Friday, August 12, 2022

Who Discovered Natural Selection?

Of the several independent assertions that constitute Darwin’s “theory of evolution” in On The Origin of Species, Darwin regarded the idea of natural selection as his most important and original. After all, it alone explained how naturalistic processes could lead to the remarkable adaptations of animals and plants heretofore seen as some of the strongest evidence for God. And although the idea of evolution itself had been broached by others before Darwin, including his own grandfather Erasmus, natural selection seemed to be sui generis.

Well, not entirely.  It was anticipated by several people, including the Scottish polymath James Hutton in 1794. But the most remarkable precursor to the idea of natural selection was published by Scottish horticulturalist and agriculturalist Patrick Matthew (1790-1874) as an appendix to his book On Naval Timber and Arboriculture (1831). Although the book was about how to build ships using wood, and what kind of wood to use, Matthew added a 28-page Appendix. In that Appendix were 29 sentences that laid out what he called “selection by the law of nature”, which bore a striking similarity to the idea made famous by Darwin 28 years later.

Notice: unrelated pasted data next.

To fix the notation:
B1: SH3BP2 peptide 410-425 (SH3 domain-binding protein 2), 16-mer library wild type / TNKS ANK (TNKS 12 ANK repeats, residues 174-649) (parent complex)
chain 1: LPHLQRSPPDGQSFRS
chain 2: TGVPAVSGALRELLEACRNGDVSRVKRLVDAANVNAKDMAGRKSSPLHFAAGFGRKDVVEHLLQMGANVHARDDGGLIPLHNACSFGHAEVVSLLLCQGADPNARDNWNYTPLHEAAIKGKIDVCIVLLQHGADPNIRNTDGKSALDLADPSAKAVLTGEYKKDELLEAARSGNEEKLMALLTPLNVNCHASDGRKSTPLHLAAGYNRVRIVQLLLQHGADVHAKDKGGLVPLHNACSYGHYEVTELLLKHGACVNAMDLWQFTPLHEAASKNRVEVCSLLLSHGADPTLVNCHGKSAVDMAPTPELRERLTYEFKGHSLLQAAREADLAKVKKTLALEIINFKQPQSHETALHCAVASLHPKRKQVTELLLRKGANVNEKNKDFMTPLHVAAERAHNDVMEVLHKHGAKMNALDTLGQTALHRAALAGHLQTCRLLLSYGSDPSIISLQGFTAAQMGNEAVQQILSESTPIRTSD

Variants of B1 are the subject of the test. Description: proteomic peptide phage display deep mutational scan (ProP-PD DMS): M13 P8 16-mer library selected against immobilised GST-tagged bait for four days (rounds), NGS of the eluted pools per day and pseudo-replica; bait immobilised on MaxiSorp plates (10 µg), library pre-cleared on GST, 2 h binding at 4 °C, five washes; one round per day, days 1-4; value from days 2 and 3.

There are other claims to discover natural selection, notably Alfred North Wallace.

A new book says Darwin stole the idea from Matthew.

The obvious explanation is that natural selection is an obvious idea that independently occurred to a lot of people. Indeed, it is hard to imagine a theory of life on Earth without natural selection.

What Darwin did was to articulate natural selection as a unifying principle for his other theories. My guess is that Darwin independently had the idea of natural selection, but got from Wallace the idea of using it as a unifying principle.

It is not really a scientific hypothesis that can be proved or disproved:

Creationists have long argued that natural selection has no predictive value and thus is a mere tautology stating the obvious fact that organisms that 'survive' are thereby decreed to have been the 'fittest.'
See also criticisms by Karl Popper and others.

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